Concrete Charlie, American football hero, felt Slovak

ONE OF the legends of American football, Charles “Chuck” Bednarik, called Concrete Charlie, was born in 1925 in Bethlehem, Pennsylvania but claimed he felt himself to be Slovak. 

Chuck BednarikChuck Bednarik (Source: SITA/AP)

His father emigrated from the village of Široké near the eastern-Slovak city of Prešov in 1920. “I have been to Slovakia three or four times, and I really love the memories,” Chuck Bednarik said. “People were very kind to us,” he told years ago, in an interview for the Pravda daily.  

He attended the school of Ss Cyril and Methodius in Bethlehem – a Slovak parochial school with education being offered in Slovak. The boy began playing for Bethlehem’s Liberty High School. After the graduation, he entered the United States Army Air Forces, aged 19, and served as a B-24 waist-gunner with the Eighth Air Force. Bednarik accomplished 30 combat missions over Germany for which he was awarded the Air Medal and four Oak Leaf Clusters, the European-African-Middle Eastern Campaign Medal and four Battle Stars.

The war gave me a certain toughness, he said as quoted by the Sme daily. When he survived and returned back home to the football field, he thought how simple was that, he added. Bednarik was of the last players to excel on two positions – as a centre and as a linebacker – and was among the toughest athletes of the National Football League. He often played also injured or played for all 60 minutes of the game. In his 14 seasons with the Philadelphia Eagles he missed only three games.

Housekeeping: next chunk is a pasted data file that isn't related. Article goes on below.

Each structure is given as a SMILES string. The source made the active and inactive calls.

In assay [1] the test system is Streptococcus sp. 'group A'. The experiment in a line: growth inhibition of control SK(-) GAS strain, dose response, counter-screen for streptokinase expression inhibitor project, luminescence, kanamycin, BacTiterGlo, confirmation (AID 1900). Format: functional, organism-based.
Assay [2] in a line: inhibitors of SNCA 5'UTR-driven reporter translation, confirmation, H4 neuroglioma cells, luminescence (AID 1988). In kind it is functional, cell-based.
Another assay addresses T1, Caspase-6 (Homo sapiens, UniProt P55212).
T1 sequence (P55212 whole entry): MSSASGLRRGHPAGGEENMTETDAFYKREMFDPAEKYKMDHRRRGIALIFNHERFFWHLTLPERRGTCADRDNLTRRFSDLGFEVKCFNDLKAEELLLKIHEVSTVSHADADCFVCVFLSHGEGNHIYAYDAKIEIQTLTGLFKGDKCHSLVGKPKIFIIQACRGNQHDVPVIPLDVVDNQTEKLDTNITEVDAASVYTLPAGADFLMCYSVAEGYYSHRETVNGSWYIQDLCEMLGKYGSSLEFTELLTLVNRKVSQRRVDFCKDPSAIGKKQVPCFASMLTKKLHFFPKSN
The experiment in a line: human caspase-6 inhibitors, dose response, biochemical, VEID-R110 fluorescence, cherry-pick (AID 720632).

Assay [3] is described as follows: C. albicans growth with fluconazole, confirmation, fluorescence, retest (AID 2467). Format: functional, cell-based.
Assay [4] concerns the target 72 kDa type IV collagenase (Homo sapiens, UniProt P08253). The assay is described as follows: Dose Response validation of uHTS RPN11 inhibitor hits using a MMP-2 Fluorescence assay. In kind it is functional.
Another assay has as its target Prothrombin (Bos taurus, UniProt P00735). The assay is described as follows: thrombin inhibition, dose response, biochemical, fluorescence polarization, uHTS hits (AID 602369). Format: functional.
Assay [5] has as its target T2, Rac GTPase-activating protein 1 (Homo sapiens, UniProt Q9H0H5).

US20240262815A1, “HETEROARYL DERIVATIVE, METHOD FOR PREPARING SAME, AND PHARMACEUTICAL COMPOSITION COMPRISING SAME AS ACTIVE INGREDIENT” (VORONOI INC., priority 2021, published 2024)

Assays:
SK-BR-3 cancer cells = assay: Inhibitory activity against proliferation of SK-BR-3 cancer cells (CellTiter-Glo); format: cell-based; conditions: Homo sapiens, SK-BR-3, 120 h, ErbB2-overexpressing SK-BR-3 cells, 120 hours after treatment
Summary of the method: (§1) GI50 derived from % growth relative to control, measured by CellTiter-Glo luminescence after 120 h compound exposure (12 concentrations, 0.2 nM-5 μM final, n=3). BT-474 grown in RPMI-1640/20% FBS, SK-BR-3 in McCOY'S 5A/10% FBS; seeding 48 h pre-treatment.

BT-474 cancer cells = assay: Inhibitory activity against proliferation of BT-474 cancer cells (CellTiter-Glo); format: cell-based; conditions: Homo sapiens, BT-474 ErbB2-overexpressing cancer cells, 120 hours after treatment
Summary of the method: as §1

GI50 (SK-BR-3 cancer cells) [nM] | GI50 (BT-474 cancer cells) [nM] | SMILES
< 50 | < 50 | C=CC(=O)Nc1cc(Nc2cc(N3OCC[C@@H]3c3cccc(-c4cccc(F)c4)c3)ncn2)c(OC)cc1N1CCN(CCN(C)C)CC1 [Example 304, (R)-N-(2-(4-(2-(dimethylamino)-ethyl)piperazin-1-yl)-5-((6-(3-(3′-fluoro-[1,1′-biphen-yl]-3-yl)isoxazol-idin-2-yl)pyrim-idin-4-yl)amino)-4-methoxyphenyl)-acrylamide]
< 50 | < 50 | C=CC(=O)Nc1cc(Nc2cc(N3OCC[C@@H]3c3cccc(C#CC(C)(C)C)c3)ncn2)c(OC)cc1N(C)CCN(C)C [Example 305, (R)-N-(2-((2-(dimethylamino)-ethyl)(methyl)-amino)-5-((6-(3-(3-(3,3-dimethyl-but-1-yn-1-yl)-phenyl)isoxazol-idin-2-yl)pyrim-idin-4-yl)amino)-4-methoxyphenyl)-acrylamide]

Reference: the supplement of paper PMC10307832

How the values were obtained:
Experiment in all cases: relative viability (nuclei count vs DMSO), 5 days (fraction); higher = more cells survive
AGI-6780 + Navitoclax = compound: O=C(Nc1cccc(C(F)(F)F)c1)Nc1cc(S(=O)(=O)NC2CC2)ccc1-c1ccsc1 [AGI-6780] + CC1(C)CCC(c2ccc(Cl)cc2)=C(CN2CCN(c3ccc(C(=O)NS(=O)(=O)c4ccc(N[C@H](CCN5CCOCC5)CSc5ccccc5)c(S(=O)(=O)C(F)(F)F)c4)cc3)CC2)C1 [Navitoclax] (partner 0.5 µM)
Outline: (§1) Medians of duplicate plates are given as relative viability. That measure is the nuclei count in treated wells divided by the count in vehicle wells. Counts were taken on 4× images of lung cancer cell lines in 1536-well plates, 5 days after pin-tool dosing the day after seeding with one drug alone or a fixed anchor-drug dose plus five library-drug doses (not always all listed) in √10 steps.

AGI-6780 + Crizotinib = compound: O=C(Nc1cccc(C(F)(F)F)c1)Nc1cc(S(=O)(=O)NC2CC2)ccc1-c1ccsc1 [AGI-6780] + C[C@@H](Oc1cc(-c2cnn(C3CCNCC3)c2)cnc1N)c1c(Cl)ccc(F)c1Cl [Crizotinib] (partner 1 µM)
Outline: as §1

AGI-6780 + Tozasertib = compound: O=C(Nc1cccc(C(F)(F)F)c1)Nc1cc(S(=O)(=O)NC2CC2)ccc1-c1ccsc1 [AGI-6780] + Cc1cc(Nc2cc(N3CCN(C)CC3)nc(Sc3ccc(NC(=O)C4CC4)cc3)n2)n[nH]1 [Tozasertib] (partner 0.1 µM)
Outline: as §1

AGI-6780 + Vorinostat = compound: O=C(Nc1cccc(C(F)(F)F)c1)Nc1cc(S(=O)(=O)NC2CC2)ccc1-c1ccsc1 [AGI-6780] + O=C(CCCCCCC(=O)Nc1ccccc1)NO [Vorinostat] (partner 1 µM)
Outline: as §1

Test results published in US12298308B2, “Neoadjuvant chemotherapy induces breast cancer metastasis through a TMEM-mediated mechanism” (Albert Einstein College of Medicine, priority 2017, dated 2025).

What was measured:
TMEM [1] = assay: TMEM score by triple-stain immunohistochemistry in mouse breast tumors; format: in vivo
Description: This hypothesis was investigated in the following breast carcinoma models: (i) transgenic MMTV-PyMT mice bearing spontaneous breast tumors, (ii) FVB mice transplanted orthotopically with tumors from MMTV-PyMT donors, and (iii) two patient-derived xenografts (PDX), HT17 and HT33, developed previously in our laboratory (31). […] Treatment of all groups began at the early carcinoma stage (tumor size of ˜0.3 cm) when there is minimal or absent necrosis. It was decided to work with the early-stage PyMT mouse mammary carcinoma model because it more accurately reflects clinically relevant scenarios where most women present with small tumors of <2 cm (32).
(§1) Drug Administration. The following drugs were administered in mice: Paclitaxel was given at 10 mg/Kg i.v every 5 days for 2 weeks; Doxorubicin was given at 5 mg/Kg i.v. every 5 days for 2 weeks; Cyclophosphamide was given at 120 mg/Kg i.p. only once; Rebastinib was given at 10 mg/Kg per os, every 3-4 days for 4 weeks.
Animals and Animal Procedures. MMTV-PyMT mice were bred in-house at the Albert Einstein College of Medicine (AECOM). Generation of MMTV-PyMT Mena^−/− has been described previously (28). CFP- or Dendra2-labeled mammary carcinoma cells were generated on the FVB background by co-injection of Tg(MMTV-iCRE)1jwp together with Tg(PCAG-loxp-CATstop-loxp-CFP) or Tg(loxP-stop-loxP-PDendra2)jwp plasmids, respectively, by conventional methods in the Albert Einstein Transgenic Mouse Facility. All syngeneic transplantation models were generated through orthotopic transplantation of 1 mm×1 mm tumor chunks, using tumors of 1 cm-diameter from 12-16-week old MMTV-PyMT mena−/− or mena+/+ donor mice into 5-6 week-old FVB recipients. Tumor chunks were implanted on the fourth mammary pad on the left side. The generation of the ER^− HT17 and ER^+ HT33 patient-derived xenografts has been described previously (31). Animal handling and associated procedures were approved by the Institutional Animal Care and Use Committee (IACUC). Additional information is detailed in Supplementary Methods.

The nickname Concrete Charlie was perfect, as apart from being a rough footballer, he traded in concrete outside the season.

In 1967, he was introduced into the Football Hall of Fame; in 1969, he was elected the Centre by the football league for the 50th anniversary of his team, and also for the University Football Hall of Fame. 1n 1987, his dress No 60 was “retired” and no-one else will ever wear it (as one of only eight numbers retired in the history of the franchise).

Chuck Bednarik died on March 21, 2015. “With the death of Chuck Bednarik, we and our fans lost a legend,” chairman and CEO of Eagles Jeffrey Lurie said. Philadelphia fans grew up expecting toughness of their team, a 100-percent commitment and an elaborated approach. A big part of these expectations stems from the way Chuck used to play, he added.

Officially, Bednarik died after a short illness aged 89. However, his daughter Charlene Thomas claims the contrary: “He died from dementia from football-related head injuries," Charlene Thomas told The Express-Times of Easton “It was not brief.”

Pamela McWilliams, who also believes football injuries played a role in his decline, said her father was diagnosed with Alzheimer’s disease. “I certainly think it played a big role in it — he took a lot of blows and they certainly didn’t have the safety equipment they have now, back then,” McWilliams told The Express-Times. “It seemed like quite a few of the guys he played with and against had it.”

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